How could an ancient Hebrew code play into Kylr Yust’s trial?

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ST. CHARLES, Mo. — During jury selection for Kylr Yust’s trial, a number of topics came up, from domestic violence, feelings about law enforcement, drug use, and even metal bands and tattoos. 

Near the end of the first day of proceedings in the gymnasium of a more than 100-year-old church, defense attorney Sharon Turlington asked the group if anyone had knowledge of “Gematria code.” She described it as a secret code based in biblical times. None of the witnesses in the first group did, but if they had it could have swayed counsel on both sides whether to excuse or keep them.

When you think of Yust, your first impression may not be someone who uses an ancient form of communication. Turlington did not expand on why they wanted to know if anyone had knowledge of it, but did say some evidence may have to do with the code.

But what is Gematria code? According to MyJewishLearning.com, Gematria is “a numerological system by which Hebrew letters correspond to numbers.” The site says it was developed by men who practiced the Kabbalah and worked with Jewish mysticism. The code is influenced by Greek communication and was used to interpret books of the bible.

Hebrew letters are represented by a number. They use the example of aleph = 1, bet = 2, etc. In using the code, you can “calculate the numerical value of a word by adding together values of each letter in it. In the realm of biblical interpretation, commentators base an argument on numerological equivalence of words. If a word’s numerical value equals that of another word, a commentator might draw a connection between these two words and the verses in which they appear and use this to prove larger conceptual conclusions.”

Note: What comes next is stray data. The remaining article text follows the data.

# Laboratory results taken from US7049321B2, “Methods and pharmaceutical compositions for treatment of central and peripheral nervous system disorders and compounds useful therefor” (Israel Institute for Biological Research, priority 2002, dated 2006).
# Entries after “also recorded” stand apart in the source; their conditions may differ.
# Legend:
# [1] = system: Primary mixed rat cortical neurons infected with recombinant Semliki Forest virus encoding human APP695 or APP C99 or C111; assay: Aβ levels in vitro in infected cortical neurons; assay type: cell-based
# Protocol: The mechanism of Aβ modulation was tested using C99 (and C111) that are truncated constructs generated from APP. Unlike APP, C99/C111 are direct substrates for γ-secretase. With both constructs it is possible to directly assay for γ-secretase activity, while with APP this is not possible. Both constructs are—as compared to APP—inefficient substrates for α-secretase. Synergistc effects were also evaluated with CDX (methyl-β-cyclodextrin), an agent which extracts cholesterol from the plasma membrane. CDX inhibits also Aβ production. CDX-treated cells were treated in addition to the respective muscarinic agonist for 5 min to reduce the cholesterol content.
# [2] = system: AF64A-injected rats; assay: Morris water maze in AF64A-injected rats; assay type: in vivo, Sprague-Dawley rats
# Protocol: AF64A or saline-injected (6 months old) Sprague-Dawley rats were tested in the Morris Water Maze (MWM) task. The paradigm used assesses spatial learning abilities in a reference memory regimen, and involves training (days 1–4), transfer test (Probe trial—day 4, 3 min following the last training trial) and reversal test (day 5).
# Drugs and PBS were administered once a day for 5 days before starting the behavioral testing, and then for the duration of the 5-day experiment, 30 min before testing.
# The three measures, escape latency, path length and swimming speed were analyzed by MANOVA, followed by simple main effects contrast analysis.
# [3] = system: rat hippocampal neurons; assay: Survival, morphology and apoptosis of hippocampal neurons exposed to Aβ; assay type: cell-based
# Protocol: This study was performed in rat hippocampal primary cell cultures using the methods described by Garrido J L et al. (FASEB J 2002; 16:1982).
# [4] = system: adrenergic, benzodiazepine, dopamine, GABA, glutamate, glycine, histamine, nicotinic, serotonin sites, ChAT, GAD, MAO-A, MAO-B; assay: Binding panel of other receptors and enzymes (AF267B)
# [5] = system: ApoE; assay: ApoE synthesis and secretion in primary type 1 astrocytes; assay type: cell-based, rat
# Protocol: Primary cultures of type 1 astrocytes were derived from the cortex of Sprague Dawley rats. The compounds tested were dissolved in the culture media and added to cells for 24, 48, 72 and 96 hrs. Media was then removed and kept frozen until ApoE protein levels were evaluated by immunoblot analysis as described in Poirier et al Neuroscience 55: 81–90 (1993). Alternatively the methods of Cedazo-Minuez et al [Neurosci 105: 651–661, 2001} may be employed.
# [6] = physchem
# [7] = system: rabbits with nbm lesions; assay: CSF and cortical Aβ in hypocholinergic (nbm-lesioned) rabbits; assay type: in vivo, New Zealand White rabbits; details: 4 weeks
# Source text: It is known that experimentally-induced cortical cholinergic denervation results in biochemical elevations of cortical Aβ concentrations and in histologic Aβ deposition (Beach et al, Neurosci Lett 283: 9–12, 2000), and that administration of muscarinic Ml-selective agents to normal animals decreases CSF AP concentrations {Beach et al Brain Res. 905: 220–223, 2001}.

Looking at the symbols, you may find them familiar from the sides of a dreidel.

1 Aleph א2 Bet ב3 Gimel ג4 Daleth ד5 Heh ה6 Vav ו
7 Zayin ז8 Het ח9 Tet ט10 Yud י20 Kaf כ30 Lamed ל
40 Mem מ50 Nun נ60 Samech ס70 Ayin ע80 Peh פ90 Tzady צ
100 Koof ק200 Reish ר300 Shin ש400 Taf ת500 Kaf (final) ך600 Mem (final) ם
700 Nun (final) ן800 Peh (final) ף900 Tzady (final) ץ
Gematria Code

The Yale University Library breaks down how to use Gematria by using this equation example:
“By examining the gematria of the Hebrew word for honor, כבד (kabed) we find that it has the value of 26 ([כ=20, ב=2, ד=4, [20+2+4=26).”

Perhaps the most popular use of Gematria in popular culture is “666,” which is considered the number of the beast in the Bible. Many use the number to describe the devil. According to Catherine A. Cory’s book “The Book of Revelation,” the number comes from the translation of Greek text into Hebrew using Gematria from the book of Revelation. 

What does all of this mean for Yust’s trial which starts Monday, April 5? It’s unclear. The defense or prosecution may choose to present evidence detailing Gematria, or they may not. However, some piece of information within their evidence is connected to the code worthy enough to pose the question to jurors.

It took three days to choose the 12 jurors, plus four alternates. There are 13 women and three men.

Jurors were selected from St. Charles, Mo., a suburb of St. Louis. They are scheduled to leave St. Charles at 8 a.m. Monday morning and will arrive in Harrisonville by noon.

Opening statements are scheduled to take place Monday afternoon.

FOX4 will have crews at the Cass County Justice Center to bring you daily updates through the three-week trial.

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